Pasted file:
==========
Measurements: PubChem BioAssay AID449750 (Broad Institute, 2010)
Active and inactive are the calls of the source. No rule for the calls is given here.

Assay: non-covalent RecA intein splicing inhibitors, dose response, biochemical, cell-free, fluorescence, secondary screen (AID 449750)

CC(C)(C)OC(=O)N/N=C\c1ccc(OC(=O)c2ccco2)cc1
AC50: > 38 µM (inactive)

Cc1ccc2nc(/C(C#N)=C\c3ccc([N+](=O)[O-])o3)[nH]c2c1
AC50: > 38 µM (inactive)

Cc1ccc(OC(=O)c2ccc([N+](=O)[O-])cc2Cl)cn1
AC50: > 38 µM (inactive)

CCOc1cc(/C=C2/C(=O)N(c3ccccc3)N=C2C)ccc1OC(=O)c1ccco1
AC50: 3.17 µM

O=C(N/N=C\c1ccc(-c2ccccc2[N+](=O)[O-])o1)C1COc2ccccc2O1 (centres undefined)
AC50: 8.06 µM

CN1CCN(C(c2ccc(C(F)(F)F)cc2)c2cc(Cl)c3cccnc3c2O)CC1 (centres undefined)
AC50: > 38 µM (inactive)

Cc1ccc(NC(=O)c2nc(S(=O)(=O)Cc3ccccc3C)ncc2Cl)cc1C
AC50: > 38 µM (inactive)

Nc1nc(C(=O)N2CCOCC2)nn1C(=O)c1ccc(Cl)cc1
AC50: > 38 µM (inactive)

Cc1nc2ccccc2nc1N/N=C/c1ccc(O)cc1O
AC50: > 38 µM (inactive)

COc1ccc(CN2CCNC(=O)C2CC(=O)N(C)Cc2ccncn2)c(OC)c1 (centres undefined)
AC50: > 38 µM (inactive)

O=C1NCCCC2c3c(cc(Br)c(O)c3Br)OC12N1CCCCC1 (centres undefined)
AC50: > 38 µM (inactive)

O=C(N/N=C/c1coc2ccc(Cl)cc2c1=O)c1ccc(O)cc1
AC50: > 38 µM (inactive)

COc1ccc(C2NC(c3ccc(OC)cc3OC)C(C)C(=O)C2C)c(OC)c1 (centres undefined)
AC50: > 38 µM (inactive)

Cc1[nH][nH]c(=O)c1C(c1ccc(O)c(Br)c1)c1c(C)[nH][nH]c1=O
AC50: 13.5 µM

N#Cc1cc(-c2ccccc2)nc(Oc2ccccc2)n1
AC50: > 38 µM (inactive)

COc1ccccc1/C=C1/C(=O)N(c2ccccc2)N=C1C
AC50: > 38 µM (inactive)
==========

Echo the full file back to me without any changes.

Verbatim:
Measurements: PubChem BioAssay AID449750 (Broad Institute, 2010)
Active and inactive are the calls of the source. No rule for the calls is given here.

Assay: non-covalent RecA intein splicing inhibitors, dose response, biochemical, cell-free, fluorescence, secondary screen (AID 449750)

CC(C)(C)OC(=O)N/N=C\c1ccc(OC(=O)c2ccco2)cc1
AC50: > 38 µM (inactive)

Cc1ccc2nc(/C(C#N)=C\c3ccc([N+](=O)[O-])o3)[nH]c2c1
AC50: > 38 µM (inactive)

Cc1ccc(OC(=O)c2ccc([N+](=O)[O-])cc2Cl)cn1
AC50: > 38 µM (inactive)

CCOc1cc(/C=C2/C(=O)N(c3ccccc3)N=C2C)ccc1OC(=O)c1ccco1
AC50: 3.17 µM

O=C(N/N=C\c1ccc(-c2ccccc2[N+](=O)[O-])o1)C1COc2ccccc2O1 (centres undefined)
AC50: 8.06 µM

CN1CCN(C(c2ccc(C(F)(F)F)cc2)c2cc(Cl)c3cccnc3c2O)CC1 (centres undefined)
AC50: > 38 µM (inactive)

Cc1ccc(NC(=O)c2nc(S(=O)(=O)Cc3ccccc3C)ncc2Cl)cc1C
AC50: > 38 µM (inactive)

Nc1nc(C(=O)N2CCOCC2)nn1C(=O)c1ccc(Cl)cc1
AC50: > 38 µM (inactive)

Cc1nc2ccccc2nc1N/N=C/c1ccc(O)cc1O
AC50: > 38 µM (inactive)

COc1ccc(CN2CCNC(=O)C2CC(=O)N(C)Cc2ccncn2)c(OC)c1 (centres undefined)
AC50: > 38 µM (inactive)

O=C1NCCCC2c3c(cc(Br)c(O)c3Br)OC12N1CCCCC1 (centres undefined)
AC50: > 38 µM (inactive)

O=C(N/N=C/c1coc2ccc(Cl)cc2c1=O)c1ccc(O)cc1
AC50: > 38 µM (inactive)

COc1ccc(C2NC(c3ccc(OC)cc3OC)C(C)C(=O)C2C)c(OC)c1 (centres undefined)
AC50: > 38 µM (inactive)

Cc1[nH][nH]c(=O)c1C(c1ccc(O)c(Br)c1)c1c(C)[nH][nH]c1=O
AC50: 13.5 µM

N#Cc1cc(-c2ccccc2)nc(Oc2ccccc2)n1
AC50: > 38 µM (inactive)

COc1ccccc1/C=C1/C(=O)N(c2ccccc2)N=C1C
AC50: > 38 µM (inactive)